Savanna Explorer > North East Queensland > Landscapes and Climate


Tropical and sub-tropical climate

The North East Queensland region of the tropical savannas has high rainfall summers and drier winters and lies in a tropical climatic zone with its southern extent adjacent to the sub-tropics (Bureau of Meteorology 1989). It extends inland from the coast but does not include the higher rainfall sectors of the coastline where savanna gives way to rainforest.

Floods are an occupational hazard of northern summers

Floods are an occupational hazard of northern summers
Photo: Greg Calvert

Average temperature

Hot, summer days in January reach an average temperature of 33oC to 36oC. Pockets of cooler conditions are experienced in elevated inland areas as well as along the coast. Relative humidity decreases away from the coast ranging from 30-70 per cent, which varies little from winter values. The combination of on-shore winds, humidity and lower temperatures along the coast create an average of only 50 climatic discomfort days each year but inland this increases to around 150 (Colls & Whitaker 1990).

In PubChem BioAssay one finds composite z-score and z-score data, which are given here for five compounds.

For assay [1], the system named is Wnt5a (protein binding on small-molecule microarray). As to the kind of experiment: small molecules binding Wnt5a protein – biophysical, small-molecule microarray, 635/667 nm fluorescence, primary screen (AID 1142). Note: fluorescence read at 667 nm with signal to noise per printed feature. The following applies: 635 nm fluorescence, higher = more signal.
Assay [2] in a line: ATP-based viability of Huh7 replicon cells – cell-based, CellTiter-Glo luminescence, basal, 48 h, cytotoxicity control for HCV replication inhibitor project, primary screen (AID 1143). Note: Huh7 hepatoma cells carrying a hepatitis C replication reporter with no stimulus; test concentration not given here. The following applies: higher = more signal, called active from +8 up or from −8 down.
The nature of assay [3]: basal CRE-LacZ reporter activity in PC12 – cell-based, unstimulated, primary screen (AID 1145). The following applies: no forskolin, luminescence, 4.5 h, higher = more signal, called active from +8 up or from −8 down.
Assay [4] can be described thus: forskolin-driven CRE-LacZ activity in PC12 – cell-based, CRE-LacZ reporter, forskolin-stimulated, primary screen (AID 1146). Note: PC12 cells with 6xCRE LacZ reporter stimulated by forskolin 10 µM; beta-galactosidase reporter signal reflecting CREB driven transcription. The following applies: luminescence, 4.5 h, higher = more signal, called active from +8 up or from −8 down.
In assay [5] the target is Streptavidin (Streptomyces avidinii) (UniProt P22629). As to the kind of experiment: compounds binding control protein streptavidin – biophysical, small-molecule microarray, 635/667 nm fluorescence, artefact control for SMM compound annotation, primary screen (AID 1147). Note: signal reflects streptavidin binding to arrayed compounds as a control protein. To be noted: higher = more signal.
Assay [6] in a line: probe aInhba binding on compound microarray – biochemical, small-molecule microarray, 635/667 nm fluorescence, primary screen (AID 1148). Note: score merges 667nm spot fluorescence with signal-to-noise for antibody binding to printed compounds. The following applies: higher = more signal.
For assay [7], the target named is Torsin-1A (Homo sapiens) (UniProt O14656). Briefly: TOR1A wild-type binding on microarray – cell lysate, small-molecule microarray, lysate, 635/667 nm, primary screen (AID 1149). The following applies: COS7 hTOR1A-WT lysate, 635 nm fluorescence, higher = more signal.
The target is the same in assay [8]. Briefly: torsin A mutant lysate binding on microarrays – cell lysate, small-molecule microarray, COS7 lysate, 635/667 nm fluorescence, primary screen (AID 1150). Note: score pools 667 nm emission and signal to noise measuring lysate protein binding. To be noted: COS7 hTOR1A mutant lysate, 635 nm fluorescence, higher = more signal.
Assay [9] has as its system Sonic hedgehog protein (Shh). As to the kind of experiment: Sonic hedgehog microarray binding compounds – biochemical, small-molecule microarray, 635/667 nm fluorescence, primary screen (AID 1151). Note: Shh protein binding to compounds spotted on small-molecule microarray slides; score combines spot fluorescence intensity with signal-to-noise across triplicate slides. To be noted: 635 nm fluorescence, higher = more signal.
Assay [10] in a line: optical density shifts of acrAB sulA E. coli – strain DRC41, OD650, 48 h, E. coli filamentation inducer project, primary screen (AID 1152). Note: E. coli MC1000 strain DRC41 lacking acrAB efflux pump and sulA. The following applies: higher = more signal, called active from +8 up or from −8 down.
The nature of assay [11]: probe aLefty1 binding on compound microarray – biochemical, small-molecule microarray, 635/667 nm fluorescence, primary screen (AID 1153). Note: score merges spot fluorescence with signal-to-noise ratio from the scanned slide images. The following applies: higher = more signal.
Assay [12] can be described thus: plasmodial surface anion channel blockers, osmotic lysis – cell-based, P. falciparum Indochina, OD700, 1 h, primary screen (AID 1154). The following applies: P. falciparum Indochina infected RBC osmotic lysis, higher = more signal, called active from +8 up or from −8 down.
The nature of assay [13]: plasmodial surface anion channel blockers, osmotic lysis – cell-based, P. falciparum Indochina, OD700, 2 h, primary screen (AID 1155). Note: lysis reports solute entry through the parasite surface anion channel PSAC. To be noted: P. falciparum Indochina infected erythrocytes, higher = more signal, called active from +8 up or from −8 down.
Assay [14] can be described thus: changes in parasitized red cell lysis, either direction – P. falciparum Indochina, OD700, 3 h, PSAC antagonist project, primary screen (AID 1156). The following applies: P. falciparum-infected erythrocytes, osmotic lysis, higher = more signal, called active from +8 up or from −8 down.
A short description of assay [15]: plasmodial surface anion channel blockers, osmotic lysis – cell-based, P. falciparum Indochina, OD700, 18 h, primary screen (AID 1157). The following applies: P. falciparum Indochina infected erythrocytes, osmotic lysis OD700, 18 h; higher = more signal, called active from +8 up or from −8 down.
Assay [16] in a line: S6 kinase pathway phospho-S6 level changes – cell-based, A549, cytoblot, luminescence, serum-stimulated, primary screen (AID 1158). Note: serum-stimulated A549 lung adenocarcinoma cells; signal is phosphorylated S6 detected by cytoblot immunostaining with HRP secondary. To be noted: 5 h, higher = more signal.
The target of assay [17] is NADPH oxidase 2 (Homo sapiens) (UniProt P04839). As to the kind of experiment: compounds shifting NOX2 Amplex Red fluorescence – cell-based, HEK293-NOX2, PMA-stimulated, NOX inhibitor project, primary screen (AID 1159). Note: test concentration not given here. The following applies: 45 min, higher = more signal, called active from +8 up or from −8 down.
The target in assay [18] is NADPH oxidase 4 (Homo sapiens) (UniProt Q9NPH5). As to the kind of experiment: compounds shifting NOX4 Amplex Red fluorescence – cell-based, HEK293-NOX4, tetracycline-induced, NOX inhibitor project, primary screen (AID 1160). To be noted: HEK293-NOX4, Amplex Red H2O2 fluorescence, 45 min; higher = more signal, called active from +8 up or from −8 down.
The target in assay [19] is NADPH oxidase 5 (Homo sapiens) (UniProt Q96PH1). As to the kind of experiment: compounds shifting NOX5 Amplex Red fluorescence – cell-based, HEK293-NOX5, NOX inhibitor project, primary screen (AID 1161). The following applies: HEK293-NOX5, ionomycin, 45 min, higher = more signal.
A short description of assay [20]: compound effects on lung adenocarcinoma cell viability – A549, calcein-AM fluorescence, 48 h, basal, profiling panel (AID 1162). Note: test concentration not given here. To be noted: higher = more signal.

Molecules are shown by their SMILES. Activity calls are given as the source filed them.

Intertropical Convergence Zone

The Intertropical Convergence Zone (ITCZ) stretches across north-east Queensland in summer so this region's warm and moist conditions originate from both the north-west monsoons and the easterly quasi-monsoons (Tapper & Hurry 1993). Unstable conditions, with heavy cloud and intense rainfall, are associated with the ITCZ but the average cloud cover for this region in January is considerably less (Colls & Whitaker 1990) than for each of the other tropical savanna regions. Thunderstorms are more prevalent inland with an average of 60 thunder days a year with coastal areas only experiencing as few as 10 (Bureau of Meteorology 1989).


Rainfall is more intense in summer than winter and extensive falls can occur in association with the passage of tropical cyclones across the coast (Gentilli 1972). Annual average totals diminish from north to south and with distance from the coast and range from 1200 mm to as low as 400 mm in the south-west. Drought conditions occur more frequently inland but the whole area has a moderate to high variability in rainfall (Bureau of Meteorology 1989). During La Nina events rainfall increases across the region in an east-west direction (Partridge 1991).


The long, drier winters are dominated by warm, moist south-east trade winds, which maintain the region's relative humidity. The days are clear and sunny with temperatures decreasing from north to south and towards the coast. In July the average overnight minimum temperatures are between 9oC and 18oC (Bureau of Meteorology 1989) and in elevated areas frosts can occur (Colls & Whitaker 1990). Winter rains are sporadic in the sub-tropical region and are most likely to occur in the east (Gentilli 1972).